Finally saw ‘Kaadhal’ after every other person I’ve met told me to watch it.
And once I did, the heart felt heavy, had a lump in the throat and I just didn’t have anything to say. And I guess that speaks volumes about the film.
Much has been written about the storyline of poor mechanic boy-meets-rich school girl and falls in love. You might think its a beaten-to-death plot if you haven’t seen the film but the freshness it oozes has to be seen to be believed.
What I loved most about the film: How director Balaji Sakthivel makes you connect with every character and empathise with their emotions and yet brings out the paradox of love. Love, when the wrong seems so right and the right seems so wrong too. Love it or hate it, that feeling of love makes you do things you wouldn’t even dream of doing.
Which is why Balaji’s film comes as a brutal reality check on the subject.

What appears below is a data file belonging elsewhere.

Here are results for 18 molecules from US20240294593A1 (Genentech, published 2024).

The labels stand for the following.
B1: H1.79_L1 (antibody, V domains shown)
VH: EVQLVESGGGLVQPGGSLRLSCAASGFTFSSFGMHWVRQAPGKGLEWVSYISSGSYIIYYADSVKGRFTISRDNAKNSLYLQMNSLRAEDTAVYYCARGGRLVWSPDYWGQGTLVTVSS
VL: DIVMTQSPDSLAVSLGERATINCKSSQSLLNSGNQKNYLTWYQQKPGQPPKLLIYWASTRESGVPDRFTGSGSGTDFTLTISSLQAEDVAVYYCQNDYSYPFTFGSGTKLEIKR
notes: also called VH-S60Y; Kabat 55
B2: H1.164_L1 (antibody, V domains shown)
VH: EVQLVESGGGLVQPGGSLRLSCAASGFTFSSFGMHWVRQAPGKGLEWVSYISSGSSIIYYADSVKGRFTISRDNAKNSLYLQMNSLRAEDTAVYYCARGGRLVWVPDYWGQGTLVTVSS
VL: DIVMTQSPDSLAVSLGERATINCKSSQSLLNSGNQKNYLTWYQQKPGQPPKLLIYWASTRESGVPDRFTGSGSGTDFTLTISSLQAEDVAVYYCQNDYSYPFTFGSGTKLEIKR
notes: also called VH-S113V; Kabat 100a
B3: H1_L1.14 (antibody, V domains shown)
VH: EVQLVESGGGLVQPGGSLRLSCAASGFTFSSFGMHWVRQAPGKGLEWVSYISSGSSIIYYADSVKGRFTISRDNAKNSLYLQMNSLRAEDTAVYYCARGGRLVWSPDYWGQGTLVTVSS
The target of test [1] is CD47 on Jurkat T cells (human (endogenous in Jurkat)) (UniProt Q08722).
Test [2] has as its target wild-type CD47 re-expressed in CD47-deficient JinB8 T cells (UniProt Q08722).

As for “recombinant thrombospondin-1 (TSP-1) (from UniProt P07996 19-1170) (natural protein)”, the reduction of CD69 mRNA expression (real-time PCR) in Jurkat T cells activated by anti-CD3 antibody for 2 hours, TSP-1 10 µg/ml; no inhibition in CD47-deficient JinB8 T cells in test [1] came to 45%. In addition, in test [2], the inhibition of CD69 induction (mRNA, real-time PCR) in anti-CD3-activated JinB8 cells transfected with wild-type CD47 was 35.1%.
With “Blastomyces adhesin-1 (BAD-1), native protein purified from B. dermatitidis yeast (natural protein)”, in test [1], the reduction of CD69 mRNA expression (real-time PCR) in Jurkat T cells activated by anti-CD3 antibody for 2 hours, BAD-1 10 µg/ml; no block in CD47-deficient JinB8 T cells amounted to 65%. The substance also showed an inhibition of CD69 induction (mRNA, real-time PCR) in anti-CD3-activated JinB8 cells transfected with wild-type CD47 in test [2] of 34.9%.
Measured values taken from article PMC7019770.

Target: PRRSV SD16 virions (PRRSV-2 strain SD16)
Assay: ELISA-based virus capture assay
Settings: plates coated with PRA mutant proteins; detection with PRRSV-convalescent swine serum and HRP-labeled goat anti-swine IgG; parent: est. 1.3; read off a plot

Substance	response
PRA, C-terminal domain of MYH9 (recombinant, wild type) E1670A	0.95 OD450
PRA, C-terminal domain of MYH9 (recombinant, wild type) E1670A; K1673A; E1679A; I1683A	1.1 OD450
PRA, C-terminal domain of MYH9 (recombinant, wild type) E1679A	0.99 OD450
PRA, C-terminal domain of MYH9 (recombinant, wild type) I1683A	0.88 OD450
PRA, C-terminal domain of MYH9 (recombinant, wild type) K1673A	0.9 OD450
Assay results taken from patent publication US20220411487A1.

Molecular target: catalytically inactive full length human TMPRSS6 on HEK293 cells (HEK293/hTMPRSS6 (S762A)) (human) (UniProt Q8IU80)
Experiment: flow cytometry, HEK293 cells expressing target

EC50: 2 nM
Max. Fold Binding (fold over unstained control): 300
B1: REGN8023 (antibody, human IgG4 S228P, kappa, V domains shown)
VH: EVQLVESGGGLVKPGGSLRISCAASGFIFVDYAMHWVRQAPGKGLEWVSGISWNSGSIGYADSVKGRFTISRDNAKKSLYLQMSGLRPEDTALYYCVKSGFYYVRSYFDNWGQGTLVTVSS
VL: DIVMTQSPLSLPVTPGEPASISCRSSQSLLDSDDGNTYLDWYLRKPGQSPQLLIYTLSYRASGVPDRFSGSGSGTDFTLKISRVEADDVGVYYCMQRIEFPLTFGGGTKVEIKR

There is honesty in every frame, in establishing every character and intent. There is no stereotyped evil father — just a man who loves his daughter so much that he wants her to be happily settled with someone who can provide her the comforts she is used to. There is no taking on or fighting the parents, the girl does love her parents as much and still asks the boy to elope with her.
The film is a documentary on love with the realism that captures its fine subtleties, the nuances of body language and the freshness of life of two people in love and their bitter-sweet pangs of growing up and trying to live together. The moments are too many, they are heart warming, and pure magic.
Which is why it breaks your heart and spirit in its moment of truth. Without revealing anything from the plot, all I can say is that ‘Kaadhal’ is one of those rare classy coming-of-age films that show the triumph of love and the ironic conquests of life!
The ‘Kaadhal’ is the film’s hero and the villain. It is the solution and the problem, resolved only by the hard truths of life — the film’s other hero and villain, of course.